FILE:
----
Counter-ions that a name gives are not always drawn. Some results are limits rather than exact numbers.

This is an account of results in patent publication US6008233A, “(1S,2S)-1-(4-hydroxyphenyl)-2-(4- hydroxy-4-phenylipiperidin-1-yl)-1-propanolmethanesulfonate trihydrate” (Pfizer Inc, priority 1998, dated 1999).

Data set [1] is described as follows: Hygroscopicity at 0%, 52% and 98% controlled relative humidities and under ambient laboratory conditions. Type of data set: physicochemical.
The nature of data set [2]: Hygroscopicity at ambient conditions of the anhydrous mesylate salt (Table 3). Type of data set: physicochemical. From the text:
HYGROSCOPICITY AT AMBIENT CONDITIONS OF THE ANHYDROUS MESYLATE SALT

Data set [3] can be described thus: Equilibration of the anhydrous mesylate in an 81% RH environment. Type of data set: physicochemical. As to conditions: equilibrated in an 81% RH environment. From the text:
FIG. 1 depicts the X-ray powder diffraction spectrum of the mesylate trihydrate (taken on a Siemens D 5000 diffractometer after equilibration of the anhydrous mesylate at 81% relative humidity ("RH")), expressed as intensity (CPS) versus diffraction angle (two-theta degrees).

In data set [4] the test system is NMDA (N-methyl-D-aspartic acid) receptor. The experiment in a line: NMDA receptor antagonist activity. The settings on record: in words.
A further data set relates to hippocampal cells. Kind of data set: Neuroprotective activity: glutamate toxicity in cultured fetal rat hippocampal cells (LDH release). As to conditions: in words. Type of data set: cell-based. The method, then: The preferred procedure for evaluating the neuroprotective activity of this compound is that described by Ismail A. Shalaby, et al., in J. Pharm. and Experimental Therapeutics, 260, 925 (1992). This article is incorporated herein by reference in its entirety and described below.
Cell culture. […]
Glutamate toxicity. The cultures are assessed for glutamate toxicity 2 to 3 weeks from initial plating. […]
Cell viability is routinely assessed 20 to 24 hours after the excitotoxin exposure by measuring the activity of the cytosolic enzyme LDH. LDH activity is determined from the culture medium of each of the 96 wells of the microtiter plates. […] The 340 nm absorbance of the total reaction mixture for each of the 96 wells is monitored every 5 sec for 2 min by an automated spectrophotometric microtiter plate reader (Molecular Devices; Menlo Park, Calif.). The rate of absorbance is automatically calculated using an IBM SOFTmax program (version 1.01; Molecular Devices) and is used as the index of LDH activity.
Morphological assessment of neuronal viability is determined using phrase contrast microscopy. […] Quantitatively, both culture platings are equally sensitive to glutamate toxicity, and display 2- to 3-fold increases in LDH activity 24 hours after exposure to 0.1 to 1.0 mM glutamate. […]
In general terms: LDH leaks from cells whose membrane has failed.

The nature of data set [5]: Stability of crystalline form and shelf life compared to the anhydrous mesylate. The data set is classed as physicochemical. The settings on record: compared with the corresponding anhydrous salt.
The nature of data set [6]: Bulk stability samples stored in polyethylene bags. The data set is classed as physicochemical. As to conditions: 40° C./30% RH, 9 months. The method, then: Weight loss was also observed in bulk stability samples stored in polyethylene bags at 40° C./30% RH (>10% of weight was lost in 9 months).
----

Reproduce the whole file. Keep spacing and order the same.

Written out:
Counter-ions that a name gives are not always drawn. Some results are limits rather than exact numbers.

This is an account of results in patent publication US6008233A, “(1S,2S)-1-(4-hydroxyphenyl)-2-(4- hydroxy-4-phenylipiperidin-1-yl)-1-propanolmethanesulfonate trihydrate” (Pfizer Inc, priority 1998, dated 1999).

Data set [1] is described as follows: Hygroscopicity at 0%, 52% and 98% controlled relative humidities and under ambient laboratory conditions. Type of data set: physicochemical.
The nature of data set [2]: Hygroscopicity at ambient conditions of the anhydrous mesylate salt (Table 3). Type of data set: physicochemical. From the text:
HYGROSCOPICITY AT AMBIENT CONDITIONS OF THE ANHYDROUS MESYLATE SALT

Data set [3] can be described thus: Equilibration of the anhydrous mesylate in an 81% RH environment. Type of data set: physicochemical. As to conditions: equilibrated in an 81% RH environment. From the text:
FIG. 1 depicts the X-ray powder diffraction spectrum of the mesylate trihydrate (taken on a Siemens D 5000 diffractometer after equilibration of the anhydrous mesylate at 81% relative humidity ("RH")), expressed as intensity (CPS) versus diffraction angle (two-theta degrees).

In data set [4] the test system is NMDA (N-methyl-D-aspartic acid) receptor. The experiment in a line: NMDA receptor antagonist activity. The settings on record: in words.
A further data set relates to hippocampal cells. Kind of data set: Neuroprotective activity: glutamate toxicity in cultured fetal rat hippocampal cells (LDH release). As to conditions: in words. Type of data set: cell-based. The method, then: The preferred procedure for evaluating the neuroprotective activity of this compound is that described by Ismail A. Shalaby, et al., in J. Pharm. and Experimental Therapeutics, 260, 925 (1992). This article is incorporated herein by reference in its entirety and described below.
Cell culture. […]
Glutamate toxicity. The cultures are assessed for glutamate toxicity 2 to 3 weeks from initial plating. […]
Cell viability is routinely assessed 20 to 24 hours after the excitotoxin exposure by measuring the activity of the cytosolic enzyme LDH. LDH activity is determined from the culture medium of each of the 96 wells of the microtiter plates. […] The 340 nm absorbance of the total reaction mixture for each of the 96 wells is monitored every 5 sec for 2 min by an automated spectrophotometric microtiter plate reader (Molecular Devices; Menlo Park, Calif.). The rate of absorbance is automatically calculated using an IBM SOFTmax program (version 1.01; Molecular Devices) and is used as the index of LDH activity.
Morphological assessment of neuronal viability is determined using phrase contrast microscopy. […] Quantitatively, both culture platings are equally sensitive to glutamate toxicity, and display 2- to 3-fold increases in LDH activity 24 hours after exposure to 0.1 to 1.0 mM glutamate. […]
In general terms: LDH leaks from cells whose membrane has failed.

The nature of data set [5]: Stability of crystalline form and shelf life compared to the anhydrous mesylate. The data set is classed as physicochemical. The settings on record: compared with the corresponding anhydrous salt.
The nature of data set [6]: Bulk stability samples stored in polyethylene bags. The data set is classed as physicochemical. As to conditions: 40° C./30% RH, 9 months. The method, then: Weight loss was also observed in bulk stability samples stored in polyethylene bags at 40° C./30% RH (>10% of weight was lost in 9 months).